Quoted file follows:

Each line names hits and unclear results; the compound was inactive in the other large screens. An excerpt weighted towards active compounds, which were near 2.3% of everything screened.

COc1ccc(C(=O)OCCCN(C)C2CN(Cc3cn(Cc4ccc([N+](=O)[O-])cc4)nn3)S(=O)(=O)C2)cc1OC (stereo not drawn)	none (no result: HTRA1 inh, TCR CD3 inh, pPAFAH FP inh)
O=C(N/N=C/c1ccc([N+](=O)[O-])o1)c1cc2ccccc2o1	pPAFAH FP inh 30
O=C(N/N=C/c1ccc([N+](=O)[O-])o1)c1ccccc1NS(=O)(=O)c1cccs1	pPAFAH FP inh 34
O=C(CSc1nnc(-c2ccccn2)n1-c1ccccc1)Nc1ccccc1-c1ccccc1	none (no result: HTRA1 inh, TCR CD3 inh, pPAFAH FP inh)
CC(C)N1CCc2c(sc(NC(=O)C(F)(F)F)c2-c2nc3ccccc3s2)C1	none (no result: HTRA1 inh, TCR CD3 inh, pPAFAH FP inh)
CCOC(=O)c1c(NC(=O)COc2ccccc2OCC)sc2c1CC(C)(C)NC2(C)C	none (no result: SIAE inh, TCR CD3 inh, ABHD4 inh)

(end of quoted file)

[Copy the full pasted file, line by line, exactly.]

Each line names hits and unclear results; the compound was inactive in the other large screens. An excerpt weighted towards active compounds, which were near 2.3% of everything screened.

COc1ccc(C(=O)OCCCN(C)C2CN(Cc3cn(Cc4ccc([N+](=O)[O-])cc4)nn3)S(=O)(=O)C2)cc1OC (stereo not drawn)	none (no result: HTRA1 inh, TCR CD3 inh, pPAFAH FP inh)
O=C(N/N=C/c1ccc([N+](=O)[O-])o1)c1cc2ccccc2o1	pPAFAH FP inh 30
O=C(N/N=C/c1ccc([N+](=O)[O-])o1)c1ccccc1NS(=O)(=O)c1cccs1	pPAFAH FP inh 34
O=C(CSc1nnc(-c2ccccn2)n1-c1ccccc1)Nc1ccccc1-c1ccccc1	none (no result: HTRA1 inh, TCR CD3 inh, pPAFAH FP inh)
CC(C)N1CCc2c(sc(NC(=O)C(F)(F)F)c2-c2nc3ccccc3s2)C1	none (no result: HTRA1 inh, TCR CD3 inh, pPAFAH FP inh)
CCOC(=O)c1c(NC(=O)COc2ccccc2OCC)sc2c1CC(C)(C)NC2(C)C	none (no result: SIAE inh, TCR CD3 inh, ABHD4 inh)